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FYI a problem you may run into is that the actual behavior of the REST API is poorly documented and a bit inconsistent. E.g. see this: patient on class org.openmrs.Encounter

Operations and their responses can have only one type of schema. We can document either full representation or the default and not both. Our existing swagger includes full representations,

So for the schema of a operation (get, post) I’ll be using the default representation. And for their reference properties, I’ll use the ref representation.

    "uuid": "6261cf3c-b921-4db5-b0b8-6686c241948d",
    "display": "Gayan Weerakutti",
    "gender": "M",
    "preferredName": {
        "display": "Gayan Weerakutti",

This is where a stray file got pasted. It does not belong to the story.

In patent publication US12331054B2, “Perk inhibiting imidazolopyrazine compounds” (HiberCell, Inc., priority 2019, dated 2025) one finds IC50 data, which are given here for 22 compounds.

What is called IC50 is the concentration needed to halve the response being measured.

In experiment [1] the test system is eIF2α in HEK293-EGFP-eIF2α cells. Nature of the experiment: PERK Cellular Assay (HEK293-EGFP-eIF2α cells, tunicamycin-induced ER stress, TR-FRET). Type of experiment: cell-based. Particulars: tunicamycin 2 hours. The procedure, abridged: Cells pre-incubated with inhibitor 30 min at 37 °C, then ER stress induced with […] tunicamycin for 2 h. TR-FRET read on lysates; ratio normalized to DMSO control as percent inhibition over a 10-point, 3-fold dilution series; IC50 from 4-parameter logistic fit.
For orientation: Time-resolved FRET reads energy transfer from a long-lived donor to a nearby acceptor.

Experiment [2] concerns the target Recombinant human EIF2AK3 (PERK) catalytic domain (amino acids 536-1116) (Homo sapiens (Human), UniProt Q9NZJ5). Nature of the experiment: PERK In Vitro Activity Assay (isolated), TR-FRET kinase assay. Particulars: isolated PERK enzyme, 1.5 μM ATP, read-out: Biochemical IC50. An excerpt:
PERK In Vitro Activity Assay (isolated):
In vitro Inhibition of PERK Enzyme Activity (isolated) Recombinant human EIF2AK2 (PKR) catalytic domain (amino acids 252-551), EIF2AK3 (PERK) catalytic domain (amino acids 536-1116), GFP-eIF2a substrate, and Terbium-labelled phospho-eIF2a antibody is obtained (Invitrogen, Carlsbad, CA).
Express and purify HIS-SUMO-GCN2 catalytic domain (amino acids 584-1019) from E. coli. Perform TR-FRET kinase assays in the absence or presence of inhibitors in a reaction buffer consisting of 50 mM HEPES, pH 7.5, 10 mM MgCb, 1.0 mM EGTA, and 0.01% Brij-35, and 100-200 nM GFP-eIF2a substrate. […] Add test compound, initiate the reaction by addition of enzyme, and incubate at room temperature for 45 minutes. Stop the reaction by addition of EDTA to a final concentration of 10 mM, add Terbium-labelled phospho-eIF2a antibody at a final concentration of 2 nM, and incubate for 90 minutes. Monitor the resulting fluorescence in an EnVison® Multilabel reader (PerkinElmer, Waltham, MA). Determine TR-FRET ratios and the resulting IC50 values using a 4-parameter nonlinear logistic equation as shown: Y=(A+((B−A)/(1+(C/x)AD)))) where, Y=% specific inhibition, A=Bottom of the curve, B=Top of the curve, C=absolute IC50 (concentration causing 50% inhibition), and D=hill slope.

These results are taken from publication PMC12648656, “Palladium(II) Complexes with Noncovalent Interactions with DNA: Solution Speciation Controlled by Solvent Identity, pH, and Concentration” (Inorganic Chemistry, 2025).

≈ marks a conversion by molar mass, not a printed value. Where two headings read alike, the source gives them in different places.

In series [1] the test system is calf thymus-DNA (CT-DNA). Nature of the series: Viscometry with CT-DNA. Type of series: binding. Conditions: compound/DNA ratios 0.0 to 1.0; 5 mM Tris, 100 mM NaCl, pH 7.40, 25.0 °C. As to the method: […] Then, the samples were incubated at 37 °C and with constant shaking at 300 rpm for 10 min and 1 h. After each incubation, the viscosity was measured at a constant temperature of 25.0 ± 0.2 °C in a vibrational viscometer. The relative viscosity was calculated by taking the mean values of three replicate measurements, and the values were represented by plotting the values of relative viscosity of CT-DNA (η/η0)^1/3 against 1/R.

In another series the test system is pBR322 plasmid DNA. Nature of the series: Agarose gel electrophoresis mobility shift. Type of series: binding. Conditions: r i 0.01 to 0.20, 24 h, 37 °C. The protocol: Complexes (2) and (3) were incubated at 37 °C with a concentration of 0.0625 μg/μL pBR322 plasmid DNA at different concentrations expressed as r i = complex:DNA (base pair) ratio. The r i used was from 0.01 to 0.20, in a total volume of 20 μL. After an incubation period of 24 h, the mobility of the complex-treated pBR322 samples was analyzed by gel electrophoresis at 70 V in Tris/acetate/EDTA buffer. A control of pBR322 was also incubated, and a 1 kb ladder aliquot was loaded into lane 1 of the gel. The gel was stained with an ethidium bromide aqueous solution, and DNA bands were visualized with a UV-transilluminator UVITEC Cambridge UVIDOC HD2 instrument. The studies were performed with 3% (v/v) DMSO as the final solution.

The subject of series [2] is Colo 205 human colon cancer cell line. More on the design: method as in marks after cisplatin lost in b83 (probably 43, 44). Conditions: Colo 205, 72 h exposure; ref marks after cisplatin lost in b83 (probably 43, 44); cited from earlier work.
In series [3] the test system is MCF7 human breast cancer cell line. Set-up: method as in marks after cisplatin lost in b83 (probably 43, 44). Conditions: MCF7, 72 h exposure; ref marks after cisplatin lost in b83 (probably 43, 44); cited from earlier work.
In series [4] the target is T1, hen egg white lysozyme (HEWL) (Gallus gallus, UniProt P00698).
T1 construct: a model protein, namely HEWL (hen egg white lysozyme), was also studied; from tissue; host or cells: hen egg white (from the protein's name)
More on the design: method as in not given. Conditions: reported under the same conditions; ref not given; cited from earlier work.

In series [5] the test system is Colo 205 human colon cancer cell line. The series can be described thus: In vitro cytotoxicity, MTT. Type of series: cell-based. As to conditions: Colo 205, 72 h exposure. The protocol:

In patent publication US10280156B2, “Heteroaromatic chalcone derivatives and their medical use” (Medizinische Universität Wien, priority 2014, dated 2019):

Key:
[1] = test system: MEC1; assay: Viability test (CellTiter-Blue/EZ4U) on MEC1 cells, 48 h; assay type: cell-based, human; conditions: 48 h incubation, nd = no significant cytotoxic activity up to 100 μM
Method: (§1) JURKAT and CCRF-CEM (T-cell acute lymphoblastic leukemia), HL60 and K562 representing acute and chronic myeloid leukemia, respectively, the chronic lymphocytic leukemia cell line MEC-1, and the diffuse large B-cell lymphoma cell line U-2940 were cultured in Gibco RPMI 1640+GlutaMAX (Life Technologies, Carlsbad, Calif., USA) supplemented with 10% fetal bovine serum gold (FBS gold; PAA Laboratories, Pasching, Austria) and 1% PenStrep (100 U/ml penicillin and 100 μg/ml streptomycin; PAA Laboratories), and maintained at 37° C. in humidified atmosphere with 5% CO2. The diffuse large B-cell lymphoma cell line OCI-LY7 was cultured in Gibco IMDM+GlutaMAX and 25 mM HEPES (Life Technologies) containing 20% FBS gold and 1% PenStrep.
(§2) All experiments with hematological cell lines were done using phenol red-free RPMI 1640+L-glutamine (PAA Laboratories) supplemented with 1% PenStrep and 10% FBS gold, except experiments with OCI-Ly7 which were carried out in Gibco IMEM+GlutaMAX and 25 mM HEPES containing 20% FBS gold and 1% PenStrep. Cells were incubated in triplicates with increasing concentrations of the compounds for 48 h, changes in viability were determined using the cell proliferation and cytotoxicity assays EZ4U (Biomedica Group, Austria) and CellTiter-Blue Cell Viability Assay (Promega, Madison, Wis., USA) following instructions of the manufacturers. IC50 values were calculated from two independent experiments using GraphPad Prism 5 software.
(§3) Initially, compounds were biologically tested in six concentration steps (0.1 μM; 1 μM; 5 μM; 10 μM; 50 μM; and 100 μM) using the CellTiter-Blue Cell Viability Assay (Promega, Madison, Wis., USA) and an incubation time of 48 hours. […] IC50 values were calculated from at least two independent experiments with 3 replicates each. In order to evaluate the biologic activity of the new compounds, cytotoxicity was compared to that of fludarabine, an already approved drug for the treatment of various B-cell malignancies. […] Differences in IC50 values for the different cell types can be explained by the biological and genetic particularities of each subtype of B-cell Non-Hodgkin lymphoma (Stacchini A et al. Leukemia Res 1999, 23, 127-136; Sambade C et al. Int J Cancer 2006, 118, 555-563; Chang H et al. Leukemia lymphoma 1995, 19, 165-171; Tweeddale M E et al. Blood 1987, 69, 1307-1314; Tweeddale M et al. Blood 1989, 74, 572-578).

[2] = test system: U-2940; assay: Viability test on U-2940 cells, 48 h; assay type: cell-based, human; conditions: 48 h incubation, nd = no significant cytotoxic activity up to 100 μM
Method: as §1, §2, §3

"links": [
                "rel": "self",
                "uri": "http://localhost:8080/openmrs/ws/rest/v1/person/6261cf3c-b921-4db5-b0b8-6686c241948d/name/8cb7f7bc-522f-4bc4-8ab2-322e50509a28"
        "uuid": "8cb7f7bc-522f-4bc4-8ab2-322e50509a28"
    "resourceVersion": "1.11",
    "voided": false

So for example for a person resource we’ll be showing the properties of its default representation. And for its reference properties such as `“preferredName”, the reference representation will be used.

In the Swagger definitions, we’ll have different representations, ref, and default for the same resource. This makes sense as one can just look into the model definitions section if they want to know the full representation.

I’m not sure how to find the exact schema of a resource. For GET operations I could make a request, then could check the returned response to find its structure.